This is the 21 century, the emphasis on accredited skills has reached the point of stupidity.
So you want to become a Wooden Boat Builder. You should have a Degree in Naval Architecture with honours in Hydrodynamics and Aerodynamics as well as a Credit in Structural Engineering and a Masters in Drawing and Drafting. Some study of Botany to choose the right timber and of course a Degree in Environmental Studies and Conservation would be helpful.
Now you are qualified to draw the lines. Of course, a Certificate in Sculpture and an Arts Degree just to hone the visual skills. Also Credits in Research and History to help choose a style of craft to be built. What about some Degrees in Meteorology for the weather and waves to understand local conditions a boat may encounter!
To help design the boat, you might need to use a computer, so a Degree in Computer Science would come in handy, with majors in CAD (Computer Aided Design).
A specialized session in lifting so you can move the timber around, you know, a short course of about three to six months should do to start with. Plenty of Occupational Health and Safety!
You are now ready to make something but before you can cut out the moulds, a Mastery of Tools and Machinery in wood is vital. A Degree in Carpentry and Cabinet Making would help, and an introduction to metal work and of course Metallurgy as well as a study in Electrics and Electronics so you don't blow the prop off in the first twelve months through electrolysis.
To ensure the boat is stable, a Certificate in Tank Testing and knowledge of righting moments would help.
Now a short course in Steam Bending with the appropriate Certificates! Maybe even a Boiler Operator Certificate, just to be safe. Before we get too advanced a Masters in Paints, Glues and Adhesives, Bedding Compounds, Preservatives and Finishes is a must, so when the wood and fittings are fitted they can be properly coated, sealed and bedded.
Now the backbone timbers need to be moved into place, a Mastery of lifts and slings or a Fork Lift Licence to make things legal at this stage. Can't go back to the Stone Age using levers and fulcrum points, pry bars and grease! Much too unsophisticated and simple!
A Course in Caulking is useful if the boat is to float and the deck is to be watertight.
That should take care of the woodwork but an engine would be nice. A Degree in Engineering, Plumbing, Tank-making and Electric's should suffice, oh and a Higher Degree in Electronics to set-up all that gear.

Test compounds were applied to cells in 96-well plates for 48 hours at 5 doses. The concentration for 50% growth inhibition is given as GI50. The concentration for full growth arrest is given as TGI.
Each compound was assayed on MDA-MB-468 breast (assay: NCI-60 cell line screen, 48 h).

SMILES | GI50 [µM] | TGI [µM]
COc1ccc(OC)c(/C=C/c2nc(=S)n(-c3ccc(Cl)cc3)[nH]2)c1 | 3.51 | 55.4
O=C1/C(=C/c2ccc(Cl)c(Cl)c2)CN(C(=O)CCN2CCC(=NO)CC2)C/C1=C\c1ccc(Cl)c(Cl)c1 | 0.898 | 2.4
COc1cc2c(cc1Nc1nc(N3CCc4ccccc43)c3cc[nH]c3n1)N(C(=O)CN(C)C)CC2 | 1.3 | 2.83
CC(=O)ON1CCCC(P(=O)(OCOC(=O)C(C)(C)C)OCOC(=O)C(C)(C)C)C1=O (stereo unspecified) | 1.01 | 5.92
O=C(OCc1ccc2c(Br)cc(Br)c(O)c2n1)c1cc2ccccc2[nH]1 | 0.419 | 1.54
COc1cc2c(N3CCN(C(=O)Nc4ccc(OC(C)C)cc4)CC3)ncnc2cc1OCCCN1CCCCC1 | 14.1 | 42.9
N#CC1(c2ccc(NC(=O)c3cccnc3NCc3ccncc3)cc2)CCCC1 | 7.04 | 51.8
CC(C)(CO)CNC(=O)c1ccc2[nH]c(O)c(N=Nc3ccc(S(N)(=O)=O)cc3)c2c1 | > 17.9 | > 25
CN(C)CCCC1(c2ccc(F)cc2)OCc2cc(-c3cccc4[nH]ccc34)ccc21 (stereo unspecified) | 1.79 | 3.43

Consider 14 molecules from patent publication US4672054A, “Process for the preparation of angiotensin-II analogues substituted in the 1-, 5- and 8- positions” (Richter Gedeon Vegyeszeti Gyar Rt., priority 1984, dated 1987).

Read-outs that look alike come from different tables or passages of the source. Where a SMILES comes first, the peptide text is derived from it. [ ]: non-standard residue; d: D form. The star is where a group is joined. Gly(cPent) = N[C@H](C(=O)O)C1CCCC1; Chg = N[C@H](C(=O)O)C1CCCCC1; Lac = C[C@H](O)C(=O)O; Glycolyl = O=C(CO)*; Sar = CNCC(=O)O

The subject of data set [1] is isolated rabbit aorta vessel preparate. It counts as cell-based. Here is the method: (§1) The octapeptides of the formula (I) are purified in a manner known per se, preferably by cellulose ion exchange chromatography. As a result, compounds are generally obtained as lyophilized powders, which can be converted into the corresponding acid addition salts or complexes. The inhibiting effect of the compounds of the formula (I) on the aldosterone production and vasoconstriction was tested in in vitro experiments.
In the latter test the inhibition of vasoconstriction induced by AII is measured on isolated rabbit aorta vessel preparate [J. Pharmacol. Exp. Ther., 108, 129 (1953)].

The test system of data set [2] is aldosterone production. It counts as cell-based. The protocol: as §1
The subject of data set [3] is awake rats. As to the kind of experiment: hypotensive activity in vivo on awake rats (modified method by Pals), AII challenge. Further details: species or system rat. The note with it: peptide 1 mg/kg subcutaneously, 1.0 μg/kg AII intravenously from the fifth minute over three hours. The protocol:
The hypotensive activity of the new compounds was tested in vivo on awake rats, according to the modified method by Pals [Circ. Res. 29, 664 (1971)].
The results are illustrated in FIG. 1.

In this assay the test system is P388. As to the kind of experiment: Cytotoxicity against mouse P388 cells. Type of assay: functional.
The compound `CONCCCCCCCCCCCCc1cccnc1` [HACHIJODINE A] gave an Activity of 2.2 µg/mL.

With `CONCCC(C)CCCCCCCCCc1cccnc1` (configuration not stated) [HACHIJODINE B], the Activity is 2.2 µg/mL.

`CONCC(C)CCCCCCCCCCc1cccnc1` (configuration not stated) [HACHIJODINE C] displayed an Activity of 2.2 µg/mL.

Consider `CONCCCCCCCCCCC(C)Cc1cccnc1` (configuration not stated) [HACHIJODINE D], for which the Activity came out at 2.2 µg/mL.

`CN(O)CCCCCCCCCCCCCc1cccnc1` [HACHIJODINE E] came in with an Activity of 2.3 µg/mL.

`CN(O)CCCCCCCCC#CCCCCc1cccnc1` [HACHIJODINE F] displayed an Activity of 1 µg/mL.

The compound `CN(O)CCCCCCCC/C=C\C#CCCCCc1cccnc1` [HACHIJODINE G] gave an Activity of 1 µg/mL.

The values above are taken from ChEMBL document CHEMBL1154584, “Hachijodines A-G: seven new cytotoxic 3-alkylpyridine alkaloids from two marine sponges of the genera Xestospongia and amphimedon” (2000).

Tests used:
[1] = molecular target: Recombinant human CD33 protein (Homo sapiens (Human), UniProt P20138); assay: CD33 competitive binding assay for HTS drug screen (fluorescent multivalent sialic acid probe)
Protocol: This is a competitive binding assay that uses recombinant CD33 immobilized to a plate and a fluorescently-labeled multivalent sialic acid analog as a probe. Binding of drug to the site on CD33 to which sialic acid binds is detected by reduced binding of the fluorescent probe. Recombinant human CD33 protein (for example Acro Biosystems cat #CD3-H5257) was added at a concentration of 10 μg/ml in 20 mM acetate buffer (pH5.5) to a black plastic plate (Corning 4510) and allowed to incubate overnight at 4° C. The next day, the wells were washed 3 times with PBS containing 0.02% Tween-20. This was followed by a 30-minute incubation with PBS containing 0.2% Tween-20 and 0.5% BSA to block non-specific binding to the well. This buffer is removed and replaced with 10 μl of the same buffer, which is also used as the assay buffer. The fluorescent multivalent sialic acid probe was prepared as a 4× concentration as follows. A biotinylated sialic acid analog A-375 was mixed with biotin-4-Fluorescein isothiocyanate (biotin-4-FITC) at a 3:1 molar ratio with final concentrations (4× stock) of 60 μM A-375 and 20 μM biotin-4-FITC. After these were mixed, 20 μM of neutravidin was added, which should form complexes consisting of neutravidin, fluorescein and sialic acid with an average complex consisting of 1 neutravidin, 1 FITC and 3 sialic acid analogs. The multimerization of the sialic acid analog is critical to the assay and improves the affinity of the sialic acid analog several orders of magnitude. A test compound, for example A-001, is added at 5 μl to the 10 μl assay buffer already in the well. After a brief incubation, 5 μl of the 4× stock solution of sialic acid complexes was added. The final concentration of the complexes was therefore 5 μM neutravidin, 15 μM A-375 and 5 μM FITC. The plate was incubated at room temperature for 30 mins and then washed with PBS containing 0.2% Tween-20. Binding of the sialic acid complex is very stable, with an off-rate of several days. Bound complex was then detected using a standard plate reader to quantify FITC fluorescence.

We are doing well. You might want a sail. Back to Uni and fmish a course in Wires and Ropes and the variety materials and fibbers for all the rigging and cordage with a Degree in Rigging and a Course on Sail Making, and throw in Canvas Work and Upholstery to finish things off.
Now we are nearly ready to go, just a Ph D in Business Management skills, a Doctorate of Psychology, so you have an understanding of Work Ethics and the Skill in Communication so you get on with your clients and staff. A Doctorate in Philosophy and a Major in Human Relations to round things out. Wouldn't want to upset the clients!
Of course you could 'just build a boat'. Didn't you know you were so clever, did you? All those degrees and courses can only pass on others' experience to you, and then only if you can absorb them. The paper proves you can copy and research. 'It provides the testers with an income'.
Lads building the Enterprize decided to get their bit of paper and the day came to be tested. They all passed with flying colours, then the tester said he was new into this game of testing, ticking the boxes. He was a qualified hair dresser by trade! "We do live in a bullshit world"!
I wonder who taught the Vikings how to build boats. Beautiful long ships, the skill and balance of good looks and versatility, longevity, aesthetics, durability, efficiency all in such a harsh environment and all by hand with no power tools.
Imagine how skilful they were, I mean really talented. First, make the tools to create the tools to do the job, then get on with it. Not only were they fine craftsmen, they could navigate, and had some really good times visiting the neighbours and passing on some of their experience. You know, a bit of rape and pillage etc. Well, one had to do something when you go on holidays. Not like these days of footy hooligans, was it!
I concede the point one has to learn from somewhere, we aren't all geniuses or visionaries, so books can help, but there's no substitute for first hand, hands on experience.
I hear and forget, I see and I remember, I do and I understand, 'simple as that'.